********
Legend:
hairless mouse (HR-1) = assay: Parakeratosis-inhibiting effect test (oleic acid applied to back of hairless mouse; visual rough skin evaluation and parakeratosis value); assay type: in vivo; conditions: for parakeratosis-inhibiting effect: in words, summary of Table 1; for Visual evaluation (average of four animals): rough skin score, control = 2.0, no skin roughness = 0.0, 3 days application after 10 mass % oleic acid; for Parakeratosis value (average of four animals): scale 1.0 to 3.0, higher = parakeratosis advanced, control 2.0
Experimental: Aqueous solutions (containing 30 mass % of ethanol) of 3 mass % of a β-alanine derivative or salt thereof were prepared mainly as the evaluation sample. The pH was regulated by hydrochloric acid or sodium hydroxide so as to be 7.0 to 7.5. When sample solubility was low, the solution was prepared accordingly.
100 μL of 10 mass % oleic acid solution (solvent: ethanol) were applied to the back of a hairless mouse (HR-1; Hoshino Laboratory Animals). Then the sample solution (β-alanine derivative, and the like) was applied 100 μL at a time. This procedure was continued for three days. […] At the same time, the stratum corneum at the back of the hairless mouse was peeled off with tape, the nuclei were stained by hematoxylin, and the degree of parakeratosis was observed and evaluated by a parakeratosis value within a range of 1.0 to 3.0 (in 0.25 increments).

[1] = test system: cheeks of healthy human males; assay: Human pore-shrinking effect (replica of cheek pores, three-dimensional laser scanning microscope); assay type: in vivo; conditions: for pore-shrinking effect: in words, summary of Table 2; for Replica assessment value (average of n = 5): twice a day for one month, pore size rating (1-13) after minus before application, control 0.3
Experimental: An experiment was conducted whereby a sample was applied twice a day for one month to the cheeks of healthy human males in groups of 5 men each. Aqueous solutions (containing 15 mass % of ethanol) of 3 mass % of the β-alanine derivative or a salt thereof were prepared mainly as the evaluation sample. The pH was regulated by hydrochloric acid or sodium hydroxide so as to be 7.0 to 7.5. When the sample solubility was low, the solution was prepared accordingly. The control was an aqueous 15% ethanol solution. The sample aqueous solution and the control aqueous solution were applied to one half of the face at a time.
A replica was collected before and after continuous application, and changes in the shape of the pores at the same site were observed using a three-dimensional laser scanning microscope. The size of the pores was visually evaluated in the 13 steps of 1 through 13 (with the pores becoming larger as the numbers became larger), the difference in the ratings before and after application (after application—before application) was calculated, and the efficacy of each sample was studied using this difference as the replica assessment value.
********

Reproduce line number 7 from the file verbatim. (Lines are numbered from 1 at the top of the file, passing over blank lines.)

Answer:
A replica was collected before and after continuous application, and changes in the shape of the pores at the same site were observed using a three-dimensional laser scanning microscope. The size of the pores was visually evaluated in the 13 steps of 1 through 13 (with the pores becoming larger as the numbers became larger), the difference in the ratings before and after application (after application—before application) was calculated, and the efficacy of each sample was studied using this difference as the replica assessment value.